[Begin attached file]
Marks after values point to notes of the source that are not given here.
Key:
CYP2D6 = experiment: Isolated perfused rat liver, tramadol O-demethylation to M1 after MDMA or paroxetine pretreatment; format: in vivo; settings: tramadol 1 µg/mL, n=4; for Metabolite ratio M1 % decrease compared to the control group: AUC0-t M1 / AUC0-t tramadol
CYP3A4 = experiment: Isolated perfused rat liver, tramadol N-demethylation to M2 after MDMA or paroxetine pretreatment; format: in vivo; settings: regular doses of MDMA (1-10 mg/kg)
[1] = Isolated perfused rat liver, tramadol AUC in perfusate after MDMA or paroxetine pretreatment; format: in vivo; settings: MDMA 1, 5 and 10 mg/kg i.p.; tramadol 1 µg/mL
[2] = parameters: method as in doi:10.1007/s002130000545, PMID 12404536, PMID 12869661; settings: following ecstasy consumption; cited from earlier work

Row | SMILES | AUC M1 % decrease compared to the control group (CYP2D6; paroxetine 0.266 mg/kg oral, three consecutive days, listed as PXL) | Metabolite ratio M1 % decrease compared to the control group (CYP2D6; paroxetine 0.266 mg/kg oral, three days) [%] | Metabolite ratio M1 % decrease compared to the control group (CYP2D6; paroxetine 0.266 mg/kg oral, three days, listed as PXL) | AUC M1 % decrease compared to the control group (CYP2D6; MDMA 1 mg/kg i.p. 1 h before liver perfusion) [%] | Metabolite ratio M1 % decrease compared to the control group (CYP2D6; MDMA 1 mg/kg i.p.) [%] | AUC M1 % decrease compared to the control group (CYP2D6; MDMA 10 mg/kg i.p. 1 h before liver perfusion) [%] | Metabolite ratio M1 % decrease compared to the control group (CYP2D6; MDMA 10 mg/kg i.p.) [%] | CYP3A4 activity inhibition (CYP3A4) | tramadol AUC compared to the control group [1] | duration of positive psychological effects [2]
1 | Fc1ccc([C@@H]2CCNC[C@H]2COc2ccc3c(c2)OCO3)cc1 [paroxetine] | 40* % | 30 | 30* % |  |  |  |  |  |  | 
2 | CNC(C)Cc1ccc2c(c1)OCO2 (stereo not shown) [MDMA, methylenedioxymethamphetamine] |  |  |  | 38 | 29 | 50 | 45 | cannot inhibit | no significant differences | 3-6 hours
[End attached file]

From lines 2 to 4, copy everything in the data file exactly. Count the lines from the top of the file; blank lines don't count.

Key:
CYP2D6 = experiment: Isolated perfused rat liver, tramadol O-demethylation to M1 after MDMA or paroxetine pretreatment; format: in vivo; settings: tramadol 1 µg/mL, n=4; for Metabolite ratio M1 % decrease compared to the control group: AUC0-t M1 / AUC0-t tramadol
CYP3A4 = experiment: Isolated perfused rat liver, tramadol N-demethylation to M2 after MDMA or paroxetine pretreatment; format: in vivo; settings: regular doses of MDMA (1-10 mg/kg)